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Dept. of Ed. Calls for Equal Opportunities for Disabled Athletes
He wears a gold medal around his neck now, but it was a tough road to reach the accomplishment.
Fifteen-year-old Daniel Olsen has struggled with several learning disabilities throughout his life, and has found confidence in running.
"It's one of the few things I'm good at," he said.
Daniel tried joining the track team at Ball-Charter Middle School, but his parents said after problems with inclusion, both on the field and in the classroom, they pulled him out of school.
Now home schooled, Daniel has been competing with Special Olympics for years.
"Everything's hard for Daniel, so to see him have some joy and feel so good about himself, there's nothing more important to a parent," his mother, Theresa Olsen, said.
Now all students, regardless of disabilities, may have more athletic opportunities.
The U.S. Department of Education says students with disabilities must be given a fair shot to play on a traditional sports team, or have their own leagues.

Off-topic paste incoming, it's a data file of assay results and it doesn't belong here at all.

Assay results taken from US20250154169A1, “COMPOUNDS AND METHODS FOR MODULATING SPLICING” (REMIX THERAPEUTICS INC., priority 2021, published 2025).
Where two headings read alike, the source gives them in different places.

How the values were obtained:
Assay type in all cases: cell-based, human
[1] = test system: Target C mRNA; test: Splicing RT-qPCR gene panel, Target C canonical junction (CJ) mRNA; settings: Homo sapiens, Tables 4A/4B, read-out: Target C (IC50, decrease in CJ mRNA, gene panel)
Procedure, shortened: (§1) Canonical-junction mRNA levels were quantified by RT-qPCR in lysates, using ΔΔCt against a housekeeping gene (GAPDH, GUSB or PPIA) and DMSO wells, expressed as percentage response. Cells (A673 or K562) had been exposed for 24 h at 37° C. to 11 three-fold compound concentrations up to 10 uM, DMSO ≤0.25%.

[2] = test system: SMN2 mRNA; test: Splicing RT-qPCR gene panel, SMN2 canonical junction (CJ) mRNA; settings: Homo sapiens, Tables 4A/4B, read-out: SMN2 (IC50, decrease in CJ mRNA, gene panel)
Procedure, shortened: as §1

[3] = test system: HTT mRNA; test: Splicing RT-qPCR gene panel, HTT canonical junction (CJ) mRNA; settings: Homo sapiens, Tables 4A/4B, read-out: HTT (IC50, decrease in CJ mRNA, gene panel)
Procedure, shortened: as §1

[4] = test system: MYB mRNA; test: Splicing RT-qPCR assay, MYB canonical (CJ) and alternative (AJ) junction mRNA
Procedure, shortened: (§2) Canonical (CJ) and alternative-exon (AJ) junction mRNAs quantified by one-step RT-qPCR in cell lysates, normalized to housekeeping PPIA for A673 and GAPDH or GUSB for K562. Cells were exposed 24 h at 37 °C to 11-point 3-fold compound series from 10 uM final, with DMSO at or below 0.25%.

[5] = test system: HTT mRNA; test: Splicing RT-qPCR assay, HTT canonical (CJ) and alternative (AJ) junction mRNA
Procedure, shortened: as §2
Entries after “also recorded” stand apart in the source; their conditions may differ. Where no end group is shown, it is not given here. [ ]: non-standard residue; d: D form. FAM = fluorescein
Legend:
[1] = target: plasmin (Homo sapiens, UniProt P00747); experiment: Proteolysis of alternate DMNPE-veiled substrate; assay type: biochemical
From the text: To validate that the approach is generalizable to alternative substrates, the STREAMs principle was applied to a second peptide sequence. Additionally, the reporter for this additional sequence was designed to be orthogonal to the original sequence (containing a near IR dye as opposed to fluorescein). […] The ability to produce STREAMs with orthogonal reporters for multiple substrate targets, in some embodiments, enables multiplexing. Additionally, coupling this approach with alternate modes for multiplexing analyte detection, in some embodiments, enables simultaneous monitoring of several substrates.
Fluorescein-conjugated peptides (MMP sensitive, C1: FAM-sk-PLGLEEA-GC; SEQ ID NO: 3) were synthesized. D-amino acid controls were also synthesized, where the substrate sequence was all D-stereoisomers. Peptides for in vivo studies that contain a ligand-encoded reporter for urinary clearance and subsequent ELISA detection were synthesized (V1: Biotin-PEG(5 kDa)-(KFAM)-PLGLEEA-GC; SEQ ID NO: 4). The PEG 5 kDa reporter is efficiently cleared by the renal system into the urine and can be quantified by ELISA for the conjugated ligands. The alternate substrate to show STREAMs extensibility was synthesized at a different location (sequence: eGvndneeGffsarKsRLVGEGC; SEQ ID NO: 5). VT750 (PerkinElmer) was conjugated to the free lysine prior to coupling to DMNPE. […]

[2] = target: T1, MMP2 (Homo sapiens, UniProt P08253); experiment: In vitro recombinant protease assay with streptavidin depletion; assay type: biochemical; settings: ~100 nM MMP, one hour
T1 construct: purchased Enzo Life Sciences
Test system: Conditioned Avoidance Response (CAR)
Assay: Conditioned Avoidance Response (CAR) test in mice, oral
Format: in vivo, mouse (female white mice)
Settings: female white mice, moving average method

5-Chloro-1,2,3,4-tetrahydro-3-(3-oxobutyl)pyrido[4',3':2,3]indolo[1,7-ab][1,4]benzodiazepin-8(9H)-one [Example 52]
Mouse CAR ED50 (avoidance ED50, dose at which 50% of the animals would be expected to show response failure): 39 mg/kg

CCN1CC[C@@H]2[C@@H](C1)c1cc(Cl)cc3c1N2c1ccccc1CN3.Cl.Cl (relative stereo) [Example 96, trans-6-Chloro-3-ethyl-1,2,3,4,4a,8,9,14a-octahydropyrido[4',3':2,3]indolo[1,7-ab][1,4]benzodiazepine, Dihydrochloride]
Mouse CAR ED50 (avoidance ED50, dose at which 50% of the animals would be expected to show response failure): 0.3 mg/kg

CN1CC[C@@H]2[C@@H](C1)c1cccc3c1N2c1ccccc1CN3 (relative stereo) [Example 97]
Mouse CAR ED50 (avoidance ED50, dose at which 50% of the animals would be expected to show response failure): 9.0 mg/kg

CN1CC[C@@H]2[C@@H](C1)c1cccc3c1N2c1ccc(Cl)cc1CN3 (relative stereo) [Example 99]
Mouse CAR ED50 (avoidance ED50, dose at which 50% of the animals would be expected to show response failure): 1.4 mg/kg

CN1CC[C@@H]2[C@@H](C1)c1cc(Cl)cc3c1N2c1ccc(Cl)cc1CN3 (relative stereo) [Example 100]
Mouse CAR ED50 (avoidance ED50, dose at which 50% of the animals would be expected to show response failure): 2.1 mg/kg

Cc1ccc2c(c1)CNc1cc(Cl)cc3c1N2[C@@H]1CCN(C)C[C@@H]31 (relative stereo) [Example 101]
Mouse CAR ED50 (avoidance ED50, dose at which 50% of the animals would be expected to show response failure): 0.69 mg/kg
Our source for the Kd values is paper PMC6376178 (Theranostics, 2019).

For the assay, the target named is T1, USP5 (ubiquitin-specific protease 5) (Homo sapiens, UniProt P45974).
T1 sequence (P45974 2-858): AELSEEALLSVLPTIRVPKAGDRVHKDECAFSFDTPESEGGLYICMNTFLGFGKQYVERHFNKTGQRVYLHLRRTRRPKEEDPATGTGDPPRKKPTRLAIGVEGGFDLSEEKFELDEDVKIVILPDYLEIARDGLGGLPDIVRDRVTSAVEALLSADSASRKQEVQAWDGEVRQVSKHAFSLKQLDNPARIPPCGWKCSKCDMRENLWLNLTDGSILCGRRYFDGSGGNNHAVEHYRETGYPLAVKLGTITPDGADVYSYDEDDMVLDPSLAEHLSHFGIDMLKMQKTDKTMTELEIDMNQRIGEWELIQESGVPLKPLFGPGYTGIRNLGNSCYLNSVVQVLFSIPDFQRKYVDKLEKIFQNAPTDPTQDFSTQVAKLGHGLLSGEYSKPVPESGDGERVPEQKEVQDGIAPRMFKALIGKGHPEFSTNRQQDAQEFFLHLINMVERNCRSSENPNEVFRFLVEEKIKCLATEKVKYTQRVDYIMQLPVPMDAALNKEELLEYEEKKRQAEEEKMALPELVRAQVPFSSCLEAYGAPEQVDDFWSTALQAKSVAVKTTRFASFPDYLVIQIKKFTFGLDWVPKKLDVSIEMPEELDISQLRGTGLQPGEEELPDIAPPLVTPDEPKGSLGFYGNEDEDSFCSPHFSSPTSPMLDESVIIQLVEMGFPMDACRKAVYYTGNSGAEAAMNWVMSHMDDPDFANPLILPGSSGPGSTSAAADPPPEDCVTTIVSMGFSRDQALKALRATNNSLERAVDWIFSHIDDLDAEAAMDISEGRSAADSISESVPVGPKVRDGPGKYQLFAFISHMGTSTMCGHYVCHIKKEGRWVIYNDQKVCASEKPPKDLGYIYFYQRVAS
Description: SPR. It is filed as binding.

School districts are being told to make "reasonable modifications" to accommodate them, and if they can't, the department is directing schools to create parallel athletic programs.
"It would make them feel less left out," Daniel said.
The directive comes as school districts across the country, including District 186, face budget cuts. District 186 is looking at cutting $110,000 next year from its athletic budget.
Southeast High School Athletic Director Chad Roseboom said separate teams may not be feasible right now if it requires a significant amount of money, but that doesn't mean it won't happen.
"We would be open to that possibility if it came that way and we had interest in participation, sure," he said.
The U.S. Department of Education calls sports a "civil right" for students with disabilities. The department's directive clarifies existing legal obligations of schools to provide equal athletic opportunities, but there is no deadline for schools to comply.
The Associated Press contributed to this report.